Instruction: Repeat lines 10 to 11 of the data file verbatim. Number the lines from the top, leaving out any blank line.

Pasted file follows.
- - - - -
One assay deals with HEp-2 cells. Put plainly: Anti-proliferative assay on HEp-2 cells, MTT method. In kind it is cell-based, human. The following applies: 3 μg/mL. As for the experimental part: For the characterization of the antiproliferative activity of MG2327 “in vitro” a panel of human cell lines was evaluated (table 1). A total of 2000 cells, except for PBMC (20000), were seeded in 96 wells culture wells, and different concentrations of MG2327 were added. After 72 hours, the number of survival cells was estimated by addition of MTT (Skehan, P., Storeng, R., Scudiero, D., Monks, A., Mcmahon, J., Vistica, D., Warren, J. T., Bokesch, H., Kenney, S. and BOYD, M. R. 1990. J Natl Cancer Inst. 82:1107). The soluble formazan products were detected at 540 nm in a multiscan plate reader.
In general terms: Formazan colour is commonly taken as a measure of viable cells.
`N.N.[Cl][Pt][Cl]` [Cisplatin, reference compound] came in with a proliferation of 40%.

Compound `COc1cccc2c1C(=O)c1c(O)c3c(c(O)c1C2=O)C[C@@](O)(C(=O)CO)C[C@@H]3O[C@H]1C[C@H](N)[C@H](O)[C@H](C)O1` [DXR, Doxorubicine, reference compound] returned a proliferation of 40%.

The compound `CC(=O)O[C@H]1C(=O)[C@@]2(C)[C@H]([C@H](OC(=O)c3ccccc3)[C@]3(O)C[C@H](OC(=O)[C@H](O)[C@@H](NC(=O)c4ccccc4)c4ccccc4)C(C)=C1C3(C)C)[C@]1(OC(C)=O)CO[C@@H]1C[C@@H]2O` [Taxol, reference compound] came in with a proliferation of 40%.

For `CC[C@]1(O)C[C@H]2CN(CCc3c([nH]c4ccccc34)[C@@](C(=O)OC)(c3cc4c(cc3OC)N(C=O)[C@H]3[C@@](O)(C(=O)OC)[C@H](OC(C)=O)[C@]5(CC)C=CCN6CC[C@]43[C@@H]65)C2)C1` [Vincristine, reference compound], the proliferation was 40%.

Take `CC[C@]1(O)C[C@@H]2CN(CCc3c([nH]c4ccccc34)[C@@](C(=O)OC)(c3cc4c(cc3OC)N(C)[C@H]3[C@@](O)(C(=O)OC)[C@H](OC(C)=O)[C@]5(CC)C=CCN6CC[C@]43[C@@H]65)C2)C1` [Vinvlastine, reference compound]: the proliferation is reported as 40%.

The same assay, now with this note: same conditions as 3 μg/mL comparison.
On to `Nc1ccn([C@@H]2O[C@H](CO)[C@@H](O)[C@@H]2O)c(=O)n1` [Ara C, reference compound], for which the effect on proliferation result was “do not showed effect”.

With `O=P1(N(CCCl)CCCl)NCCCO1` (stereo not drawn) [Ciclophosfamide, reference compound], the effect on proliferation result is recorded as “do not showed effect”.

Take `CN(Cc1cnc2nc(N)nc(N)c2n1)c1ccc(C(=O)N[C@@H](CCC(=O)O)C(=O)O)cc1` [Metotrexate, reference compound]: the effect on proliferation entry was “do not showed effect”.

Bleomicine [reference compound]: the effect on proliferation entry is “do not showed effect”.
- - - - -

With `O=P1(N(CCCl)CCCl)NCCCO1` (stereo not drawn) [Ciclophosfamide, reference compound], the effect on proliferation result is recorded as “do not showed effect”.

Take `CN(Cc1cnc2nc(N)nc(N)c2n1)c1ccc(C(=O)N[C@@H](CCC(=O)O)C(=O)O)cc1` [Metotrexate, reference compound]: the effect on proliferation entry was “do not showed effect”.